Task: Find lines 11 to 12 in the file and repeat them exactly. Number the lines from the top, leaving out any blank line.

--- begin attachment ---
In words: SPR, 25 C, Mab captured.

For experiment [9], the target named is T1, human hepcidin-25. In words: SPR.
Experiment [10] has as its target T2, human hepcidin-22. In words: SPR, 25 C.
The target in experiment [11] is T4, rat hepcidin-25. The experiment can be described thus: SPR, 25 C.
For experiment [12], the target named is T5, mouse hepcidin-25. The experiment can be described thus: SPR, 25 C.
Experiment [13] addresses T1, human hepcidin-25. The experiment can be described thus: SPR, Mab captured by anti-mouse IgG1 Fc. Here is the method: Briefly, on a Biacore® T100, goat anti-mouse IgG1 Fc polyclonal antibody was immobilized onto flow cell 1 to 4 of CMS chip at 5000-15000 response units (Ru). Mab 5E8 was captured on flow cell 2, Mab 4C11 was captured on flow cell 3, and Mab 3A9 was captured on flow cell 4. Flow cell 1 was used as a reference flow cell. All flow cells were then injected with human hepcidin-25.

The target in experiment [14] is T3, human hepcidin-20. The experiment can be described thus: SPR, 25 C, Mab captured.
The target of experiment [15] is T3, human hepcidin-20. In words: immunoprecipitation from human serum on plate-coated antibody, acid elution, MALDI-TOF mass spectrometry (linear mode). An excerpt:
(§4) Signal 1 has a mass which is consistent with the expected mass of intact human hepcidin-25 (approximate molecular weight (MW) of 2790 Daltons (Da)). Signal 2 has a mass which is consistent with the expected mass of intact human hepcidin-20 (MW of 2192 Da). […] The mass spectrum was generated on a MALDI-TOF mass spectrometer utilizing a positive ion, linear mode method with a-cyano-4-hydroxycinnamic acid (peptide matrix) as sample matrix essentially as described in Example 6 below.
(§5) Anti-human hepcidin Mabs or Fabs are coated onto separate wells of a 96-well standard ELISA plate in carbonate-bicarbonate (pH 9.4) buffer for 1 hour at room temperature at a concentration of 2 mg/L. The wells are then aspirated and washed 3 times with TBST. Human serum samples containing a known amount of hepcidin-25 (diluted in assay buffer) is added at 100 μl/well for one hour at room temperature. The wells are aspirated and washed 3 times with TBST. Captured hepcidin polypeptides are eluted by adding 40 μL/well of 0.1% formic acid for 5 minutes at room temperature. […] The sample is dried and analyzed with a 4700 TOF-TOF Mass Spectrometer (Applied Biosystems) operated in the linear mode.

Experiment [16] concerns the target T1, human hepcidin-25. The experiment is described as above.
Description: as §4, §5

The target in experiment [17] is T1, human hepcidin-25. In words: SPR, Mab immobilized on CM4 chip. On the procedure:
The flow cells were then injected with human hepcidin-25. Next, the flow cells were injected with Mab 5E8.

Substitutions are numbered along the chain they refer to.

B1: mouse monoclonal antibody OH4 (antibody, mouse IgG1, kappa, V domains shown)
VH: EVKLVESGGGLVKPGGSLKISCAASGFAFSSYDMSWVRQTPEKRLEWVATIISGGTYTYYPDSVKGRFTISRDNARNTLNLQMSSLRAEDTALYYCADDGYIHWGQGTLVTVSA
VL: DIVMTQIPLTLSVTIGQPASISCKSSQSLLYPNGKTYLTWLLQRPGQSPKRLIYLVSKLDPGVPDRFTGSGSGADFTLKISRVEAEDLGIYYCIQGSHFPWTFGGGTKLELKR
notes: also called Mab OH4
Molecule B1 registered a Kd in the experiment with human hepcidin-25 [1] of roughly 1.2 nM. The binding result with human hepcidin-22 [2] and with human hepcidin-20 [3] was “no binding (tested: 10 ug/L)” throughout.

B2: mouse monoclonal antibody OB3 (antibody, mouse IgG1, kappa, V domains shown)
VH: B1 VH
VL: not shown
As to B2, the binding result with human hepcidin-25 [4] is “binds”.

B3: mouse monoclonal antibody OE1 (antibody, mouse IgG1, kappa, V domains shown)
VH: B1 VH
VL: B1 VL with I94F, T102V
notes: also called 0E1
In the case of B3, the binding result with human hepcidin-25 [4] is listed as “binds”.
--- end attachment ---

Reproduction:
Experiment [16] concerns the target T1, human hepcidin-25. The experiment is described as above.
Description: as §4, §5